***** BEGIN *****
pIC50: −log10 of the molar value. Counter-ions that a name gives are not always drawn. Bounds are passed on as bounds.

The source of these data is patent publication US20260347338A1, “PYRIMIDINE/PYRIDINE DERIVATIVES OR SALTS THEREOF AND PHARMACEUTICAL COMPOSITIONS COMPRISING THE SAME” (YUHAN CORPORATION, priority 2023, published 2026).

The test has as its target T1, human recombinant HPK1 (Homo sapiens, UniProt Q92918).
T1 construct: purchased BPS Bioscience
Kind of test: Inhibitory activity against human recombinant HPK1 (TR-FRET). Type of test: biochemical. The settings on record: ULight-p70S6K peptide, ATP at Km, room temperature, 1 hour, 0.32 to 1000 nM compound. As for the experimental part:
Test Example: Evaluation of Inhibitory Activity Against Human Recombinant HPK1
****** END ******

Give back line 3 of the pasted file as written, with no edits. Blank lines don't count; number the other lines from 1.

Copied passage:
The test has as its target T1, human recombinant HPK1 (Homo sapiens, UniProt Q92918).